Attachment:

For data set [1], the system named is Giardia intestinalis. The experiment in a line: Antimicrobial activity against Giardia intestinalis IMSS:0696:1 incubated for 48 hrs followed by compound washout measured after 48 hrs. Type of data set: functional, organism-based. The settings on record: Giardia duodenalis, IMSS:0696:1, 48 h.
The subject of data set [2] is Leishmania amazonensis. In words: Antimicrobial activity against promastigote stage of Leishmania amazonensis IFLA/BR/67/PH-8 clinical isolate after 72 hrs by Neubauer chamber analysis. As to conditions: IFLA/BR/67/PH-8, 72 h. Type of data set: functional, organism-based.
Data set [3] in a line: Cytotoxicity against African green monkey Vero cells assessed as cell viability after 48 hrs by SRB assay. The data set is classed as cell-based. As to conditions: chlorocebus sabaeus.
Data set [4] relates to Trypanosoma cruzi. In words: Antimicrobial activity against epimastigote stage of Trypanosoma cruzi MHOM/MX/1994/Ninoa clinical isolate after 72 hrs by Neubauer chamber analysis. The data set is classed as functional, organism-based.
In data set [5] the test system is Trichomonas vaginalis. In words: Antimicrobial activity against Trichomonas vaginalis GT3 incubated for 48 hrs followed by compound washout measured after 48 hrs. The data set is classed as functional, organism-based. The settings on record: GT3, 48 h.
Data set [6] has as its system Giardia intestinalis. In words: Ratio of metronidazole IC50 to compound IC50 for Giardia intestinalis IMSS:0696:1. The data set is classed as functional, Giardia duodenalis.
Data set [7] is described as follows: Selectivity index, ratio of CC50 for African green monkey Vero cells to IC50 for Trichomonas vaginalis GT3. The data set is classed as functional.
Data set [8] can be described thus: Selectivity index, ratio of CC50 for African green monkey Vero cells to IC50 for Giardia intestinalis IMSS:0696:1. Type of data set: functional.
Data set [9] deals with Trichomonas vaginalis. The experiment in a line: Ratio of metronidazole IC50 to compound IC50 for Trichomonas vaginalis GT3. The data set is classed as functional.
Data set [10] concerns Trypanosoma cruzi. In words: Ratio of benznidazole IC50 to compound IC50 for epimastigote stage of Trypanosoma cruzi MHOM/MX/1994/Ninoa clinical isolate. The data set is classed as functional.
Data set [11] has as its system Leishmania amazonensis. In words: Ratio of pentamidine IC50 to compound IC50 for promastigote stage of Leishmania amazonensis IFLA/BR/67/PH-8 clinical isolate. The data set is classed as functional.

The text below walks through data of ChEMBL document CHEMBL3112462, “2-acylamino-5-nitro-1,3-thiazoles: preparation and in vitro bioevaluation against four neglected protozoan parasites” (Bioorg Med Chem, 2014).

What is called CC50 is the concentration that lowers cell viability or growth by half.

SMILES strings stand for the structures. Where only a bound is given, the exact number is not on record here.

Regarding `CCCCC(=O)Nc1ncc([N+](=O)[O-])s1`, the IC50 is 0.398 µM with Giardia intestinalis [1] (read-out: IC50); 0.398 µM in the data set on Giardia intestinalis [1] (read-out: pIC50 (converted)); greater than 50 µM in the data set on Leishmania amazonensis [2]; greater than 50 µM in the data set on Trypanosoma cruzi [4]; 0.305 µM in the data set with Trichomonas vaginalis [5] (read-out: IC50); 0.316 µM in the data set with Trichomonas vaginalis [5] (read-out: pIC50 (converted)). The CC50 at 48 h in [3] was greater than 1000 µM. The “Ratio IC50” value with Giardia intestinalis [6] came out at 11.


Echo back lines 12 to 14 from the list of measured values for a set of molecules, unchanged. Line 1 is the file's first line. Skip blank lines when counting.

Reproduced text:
The text below walks through data of ChEMBL document CHEMBL3112462, “2-acylamino-5-nitro-1,3-thiazoles: preparation and in vitro bioevaluation against four neglected protozoan parasites” (Bioorg Med Chem, 2014).

What is called CC50 is the concentration that lowers cell viability or growth by half.

SMILES strings stand for the structures. Where only a bound is given, the exact number is not on record here.